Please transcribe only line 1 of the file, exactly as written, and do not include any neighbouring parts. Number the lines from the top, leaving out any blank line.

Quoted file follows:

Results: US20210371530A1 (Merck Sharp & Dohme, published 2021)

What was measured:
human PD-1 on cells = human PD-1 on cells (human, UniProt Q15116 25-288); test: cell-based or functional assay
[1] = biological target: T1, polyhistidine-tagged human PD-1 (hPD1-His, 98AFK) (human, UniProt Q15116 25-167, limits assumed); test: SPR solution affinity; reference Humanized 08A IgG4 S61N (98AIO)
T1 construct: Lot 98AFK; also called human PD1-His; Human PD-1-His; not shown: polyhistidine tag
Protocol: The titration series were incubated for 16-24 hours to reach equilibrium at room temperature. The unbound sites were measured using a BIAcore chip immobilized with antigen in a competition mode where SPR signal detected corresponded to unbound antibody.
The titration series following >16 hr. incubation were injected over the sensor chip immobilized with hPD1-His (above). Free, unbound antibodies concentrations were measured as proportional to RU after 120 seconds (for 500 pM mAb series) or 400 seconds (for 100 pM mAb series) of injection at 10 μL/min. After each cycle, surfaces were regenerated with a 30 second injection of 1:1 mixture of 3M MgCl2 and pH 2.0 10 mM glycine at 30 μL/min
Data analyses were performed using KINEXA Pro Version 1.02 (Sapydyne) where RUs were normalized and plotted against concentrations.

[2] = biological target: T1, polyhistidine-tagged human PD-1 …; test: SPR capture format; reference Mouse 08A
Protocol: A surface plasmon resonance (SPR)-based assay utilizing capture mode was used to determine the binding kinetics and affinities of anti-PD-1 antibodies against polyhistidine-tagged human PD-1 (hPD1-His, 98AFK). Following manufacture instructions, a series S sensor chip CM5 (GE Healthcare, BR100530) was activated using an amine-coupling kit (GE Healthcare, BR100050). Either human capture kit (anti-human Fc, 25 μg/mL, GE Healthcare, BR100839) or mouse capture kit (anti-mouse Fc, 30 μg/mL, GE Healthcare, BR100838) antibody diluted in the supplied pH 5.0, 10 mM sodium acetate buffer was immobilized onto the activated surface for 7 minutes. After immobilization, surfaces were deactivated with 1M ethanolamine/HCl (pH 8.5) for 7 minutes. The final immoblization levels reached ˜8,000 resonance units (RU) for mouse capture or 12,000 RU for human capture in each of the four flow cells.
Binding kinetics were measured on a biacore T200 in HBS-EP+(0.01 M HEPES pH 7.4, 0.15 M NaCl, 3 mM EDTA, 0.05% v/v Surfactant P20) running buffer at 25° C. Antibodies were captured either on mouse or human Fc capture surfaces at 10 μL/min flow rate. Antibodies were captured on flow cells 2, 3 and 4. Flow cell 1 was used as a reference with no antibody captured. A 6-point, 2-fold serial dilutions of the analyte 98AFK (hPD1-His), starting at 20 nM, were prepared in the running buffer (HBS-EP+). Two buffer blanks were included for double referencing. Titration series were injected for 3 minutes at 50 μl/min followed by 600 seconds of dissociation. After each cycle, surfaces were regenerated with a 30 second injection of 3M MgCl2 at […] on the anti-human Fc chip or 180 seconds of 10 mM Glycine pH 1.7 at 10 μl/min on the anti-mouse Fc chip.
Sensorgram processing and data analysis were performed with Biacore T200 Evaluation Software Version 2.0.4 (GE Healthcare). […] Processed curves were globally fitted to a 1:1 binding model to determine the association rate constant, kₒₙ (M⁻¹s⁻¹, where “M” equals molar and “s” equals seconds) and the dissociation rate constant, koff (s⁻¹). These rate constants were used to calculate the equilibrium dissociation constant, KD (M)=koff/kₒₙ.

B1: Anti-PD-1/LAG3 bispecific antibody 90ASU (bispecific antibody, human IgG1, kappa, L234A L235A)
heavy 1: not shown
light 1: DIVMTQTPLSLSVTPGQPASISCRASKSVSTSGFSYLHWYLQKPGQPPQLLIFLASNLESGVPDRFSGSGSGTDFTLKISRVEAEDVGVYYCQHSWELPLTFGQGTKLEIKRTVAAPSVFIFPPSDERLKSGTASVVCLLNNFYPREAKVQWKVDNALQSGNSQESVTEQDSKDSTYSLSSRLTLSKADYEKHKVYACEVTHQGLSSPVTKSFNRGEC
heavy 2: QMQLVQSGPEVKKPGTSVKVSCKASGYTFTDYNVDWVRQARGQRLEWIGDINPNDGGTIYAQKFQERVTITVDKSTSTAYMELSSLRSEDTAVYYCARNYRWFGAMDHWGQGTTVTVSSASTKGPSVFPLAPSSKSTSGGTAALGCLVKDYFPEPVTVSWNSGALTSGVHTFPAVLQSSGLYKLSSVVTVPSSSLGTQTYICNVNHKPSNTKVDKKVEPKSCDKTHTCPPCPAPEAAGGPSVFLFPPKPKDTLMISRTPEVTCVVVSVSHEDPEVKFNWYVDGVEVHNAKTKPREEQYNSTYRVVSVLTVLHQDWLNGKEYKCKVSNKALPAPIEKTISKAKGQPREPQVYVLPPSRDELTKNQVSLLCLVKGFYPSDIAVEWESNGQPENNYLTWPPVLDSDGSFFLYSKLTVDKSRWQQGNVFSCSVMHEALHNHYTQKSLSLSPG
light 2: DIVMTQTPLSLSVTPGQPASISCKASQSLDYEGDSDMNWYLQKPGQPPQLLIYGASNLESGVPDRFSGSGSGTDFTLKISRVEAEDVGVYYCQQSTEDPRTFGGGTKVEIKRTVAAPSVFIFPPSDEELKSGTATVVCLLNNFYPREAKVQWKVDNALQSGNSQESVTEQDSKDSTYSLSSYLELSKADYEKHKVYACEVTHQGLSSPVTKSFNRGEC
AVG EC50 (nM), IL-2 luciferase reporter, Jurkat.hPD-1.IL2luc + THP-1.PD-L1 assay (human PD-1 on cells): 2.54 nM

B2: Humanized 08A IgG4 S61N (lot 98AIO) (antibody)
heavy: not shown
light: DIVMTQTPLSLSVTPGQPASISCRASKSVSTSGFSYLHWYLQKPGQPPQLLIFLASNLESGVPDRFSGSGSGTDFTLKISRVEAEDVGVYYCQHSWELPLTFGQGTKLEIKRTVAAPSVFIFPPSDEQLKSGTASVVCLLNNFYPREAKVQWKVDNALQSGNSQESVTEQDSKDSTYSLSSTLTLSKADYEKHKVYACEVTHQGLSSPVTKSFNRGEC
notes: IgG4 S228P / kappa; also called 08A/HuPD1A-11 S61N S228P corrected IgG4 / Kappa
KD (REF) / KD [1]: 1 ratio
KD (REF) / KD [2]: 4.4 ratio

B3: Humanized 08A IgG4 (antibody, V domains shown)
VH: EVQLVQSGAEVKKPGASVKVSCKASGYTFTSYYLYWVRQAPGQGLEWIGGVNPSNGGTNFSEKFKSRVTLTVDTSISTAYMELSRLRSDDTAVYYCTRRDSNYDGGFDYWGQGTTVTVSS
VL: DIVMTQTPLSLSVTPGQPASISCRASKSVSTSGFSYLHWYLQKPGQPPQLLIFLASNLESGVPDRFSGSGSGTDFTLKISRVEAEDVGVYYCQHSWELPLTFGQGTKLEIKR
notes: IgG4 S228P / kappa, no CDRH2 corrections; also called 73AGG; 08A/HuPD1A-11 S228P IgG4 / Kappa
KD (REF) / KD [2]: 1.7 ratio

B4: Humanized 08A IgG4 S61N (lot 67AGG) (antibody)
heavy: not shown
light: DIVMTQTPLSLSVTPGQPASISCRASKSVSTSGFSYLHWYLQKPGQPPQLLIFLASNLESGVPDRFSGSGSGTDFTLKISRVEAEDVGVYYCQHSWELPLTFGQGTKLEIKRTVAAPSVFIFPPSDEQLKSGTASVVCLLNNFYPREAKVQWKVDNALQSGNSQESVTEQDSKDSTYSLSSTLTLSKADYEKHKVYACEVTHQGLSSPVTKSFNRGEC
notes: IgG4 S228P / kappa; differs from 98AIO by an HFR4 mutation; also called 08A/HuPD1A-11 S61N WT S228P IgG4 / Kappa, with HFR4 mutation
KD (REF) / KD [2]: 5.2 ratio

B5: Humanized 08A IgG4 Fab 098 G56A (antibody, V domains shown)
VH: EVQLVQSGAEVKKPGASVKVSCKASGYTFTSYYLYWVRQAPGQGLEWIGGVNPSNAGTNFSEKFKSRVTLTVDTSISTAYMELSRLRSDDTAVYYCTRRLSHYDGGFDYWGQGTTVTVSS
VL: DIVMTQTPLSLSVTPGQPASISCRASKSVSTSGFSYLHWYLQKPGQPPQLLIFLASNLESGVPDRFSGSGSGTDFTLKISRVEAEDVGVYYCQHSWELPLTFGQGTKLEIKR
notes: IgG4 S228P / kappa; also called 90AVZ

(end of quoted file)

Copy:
Results: US20210371530A1 (Merck Sharp & Dohme, published 2021)